Developing a Foundation for Lean Implementation
July 31, 2003
What separates a deeply rooted lean organization from one that is lean on the surface only? I have visited many manufacturing companies that claim to be implementing lean; the best of them truly have embraced most or all elements of lean, particularly those related to the people side of the equation. What seems to be lacking in most unsuccessful lean implementations are what I believe to be the key elements of a foundation for lean: total employee involvement and management commitment. One manufacturing executive told me he expected lean implementation to be 50% technical and 50% people, but the reality for him was 95% people and only 5% technical. That’s right; the most important element in implementing lean is people.
First of all, executive management must be committed to lean. If lean is a “grass roots” effort, it will have limited success. This is because lean involves so much of the organization. It involves procurement, manufacturing, quality, sales, marketing, and human resources. Each of these organizations will need to participate in the transformation. Therefore, the executives must want it. They must believe that it will improve their bottom line. If they don’t, it will fail.
After management has committed to implementing lean, the next step in forming a foundation for lean is communicating this commitment to the entire organization. This often missing but critical step conveys the importance of the program to the employees. Company newsletters, e-mail, the intranet, and any other such tools should be used, but the most important means of communication is having a company executive directly address the employees. The executive should explain what lean is, why the company is going to implement it, and what the next steps will be.
After the employees have been informed that this program is real and that the company is committed, the organization should begin scouting for team leaders. These are often the people that voluntarily seek to get involved in the program; the team leaders will help to train the rest of the organization. The organization should then find a change agent, often an external (or in some cases internal) consultant that can “train the trainers” and work collaboratively with management to move the program forward.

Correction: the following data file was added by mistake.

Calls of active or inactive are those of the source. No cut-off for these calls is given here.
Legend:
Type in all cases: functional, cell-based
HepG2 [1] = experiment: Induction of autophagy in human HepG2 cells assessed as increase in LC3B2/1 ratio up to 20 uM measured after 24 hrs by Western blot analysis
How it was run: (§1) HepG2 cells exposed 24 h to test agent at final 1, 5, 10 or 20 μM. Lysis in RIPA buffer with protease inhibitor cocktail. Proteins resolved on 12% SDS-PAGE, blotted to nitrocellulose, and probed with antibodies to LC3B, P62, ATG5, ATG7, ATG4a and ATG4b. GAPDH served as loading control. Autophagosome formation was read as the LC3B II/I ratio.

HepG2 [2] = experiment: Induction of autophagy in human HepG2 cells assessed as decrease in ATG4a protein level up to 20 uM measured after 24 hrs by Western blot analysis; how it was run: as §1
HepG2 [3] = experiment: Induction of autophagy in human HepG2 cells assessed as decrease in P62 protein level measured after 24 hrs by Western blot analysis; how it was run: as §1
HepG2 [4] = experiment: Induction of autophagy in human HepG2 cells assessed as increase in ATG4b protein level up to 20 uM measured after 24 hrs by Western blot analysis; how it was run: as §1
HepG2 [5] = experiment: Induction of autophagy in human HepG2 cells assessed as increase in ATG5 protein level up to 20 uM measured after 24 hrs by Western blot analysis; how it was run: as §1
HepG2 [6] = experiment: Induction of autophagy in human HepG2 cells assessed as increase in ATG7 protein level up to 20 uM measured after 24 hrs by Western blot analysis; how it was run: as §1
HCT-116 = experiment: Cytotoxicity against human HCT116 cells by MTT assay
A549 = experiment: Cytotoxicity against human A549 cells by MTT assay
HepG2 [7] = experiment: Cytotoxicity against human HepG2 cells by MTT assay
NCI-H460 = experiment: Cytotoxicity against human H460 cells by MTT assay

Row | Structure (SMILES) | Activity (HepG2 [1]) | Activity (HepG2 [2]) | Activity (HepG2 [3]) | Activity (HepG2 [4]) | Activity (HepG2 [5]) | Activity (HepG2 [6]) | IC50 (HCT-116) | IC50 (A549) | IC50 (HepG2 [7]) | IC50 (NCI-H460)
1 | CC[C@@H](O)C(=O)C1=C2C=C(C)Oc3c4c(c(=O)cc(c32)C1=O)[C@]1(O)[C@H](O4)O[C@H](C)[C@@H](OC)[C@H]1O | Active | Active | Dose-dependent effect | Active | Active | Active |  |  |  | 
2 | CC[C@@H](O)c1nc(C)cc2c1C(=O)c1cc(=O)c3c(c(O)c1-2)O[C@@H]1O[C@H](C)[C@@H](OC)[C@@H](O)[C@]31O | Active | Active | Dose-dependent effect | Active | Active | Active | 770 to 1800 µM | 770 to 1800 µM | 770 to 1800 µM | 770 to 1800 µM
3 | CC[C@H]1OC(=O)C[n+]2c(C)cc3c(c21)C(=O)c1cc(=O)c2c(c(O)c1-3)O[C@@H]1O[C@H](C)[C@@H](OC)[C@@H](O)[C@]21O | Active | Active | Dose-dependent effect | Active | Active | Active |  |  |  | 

The final step in forming the foundation for lean is planning a reward system. One common factor in successful lean organizations is a reward system for employees. The system must reward employees for suggesting and implementing useful ideas that eliminate waste in the organization, and the system must reward employees for sustaining lean throughout the organization.
After taking these steps, an organization has an increased likelihood of initial and sustained success as a lean enterprise. Lean is not something that an industrial or manufacturing engineering group does to an organization; it is a cultural change. The importance of developing a foundation for this cultural change is critical to the success of any organization that begins a lean journey.
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About the Author
Darren Dolcemascolo is an internationally recognized lecturer, author, and consultant. As Sr. Partner and co-founder of EMS Consulting Group, he specializes in productivity and quality improvement through lean manufacturing. Mr. Dolcemascolo has written the book Improving the Extended Value Stream: Lean for the Entire Supply Chain, published by Productivity Press in 2006. He has also been published in several manufacturing publications and has spoken at such venues as the Lean Management Solutions Conference, Outsourcing World Summit, Biophex, APICS, and ASQ. He has a BS in Industrial Engineering from Columbia University and an MBA with Graduate Honors from San Diego State University.
EMS Consulting Group helps companies implement lean strategies through lean training and lean consulting services. To learn more, read our lean manufacturing case studies or lean manufacturing articles.